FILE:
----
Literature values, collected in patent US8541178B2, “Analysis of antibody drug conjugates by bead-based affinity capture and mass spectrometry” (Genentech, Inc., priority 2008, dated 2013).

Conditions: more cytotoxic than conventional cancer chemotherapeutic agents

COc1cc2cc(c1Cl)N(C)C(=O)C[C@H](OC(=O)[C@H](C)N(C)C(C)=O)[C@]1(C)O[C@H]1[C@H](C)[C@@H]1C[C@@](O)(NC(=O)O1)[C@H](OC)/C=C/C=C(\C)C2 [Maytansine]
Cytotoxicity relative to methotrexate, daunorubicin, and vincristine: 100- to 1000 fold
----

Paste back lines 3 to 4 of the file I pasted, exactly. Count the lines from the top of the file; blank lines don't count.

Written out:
COc1cc2cc(c1Cl)N(C)C(=O)C[C@H](OC(=O)[C@H](C)N(C)C(C)=O)[C@]1(C)O[C@H]1[C@H](C)[C@@H]1C[C@@](O)(NC(=O)O1)[C@H](OC)/C=C/C=C(\C)C2 [Maytansine]
Cytotoxicity relative to methotrexate, daunorubicin, and vincristine: 100- to 1000 fold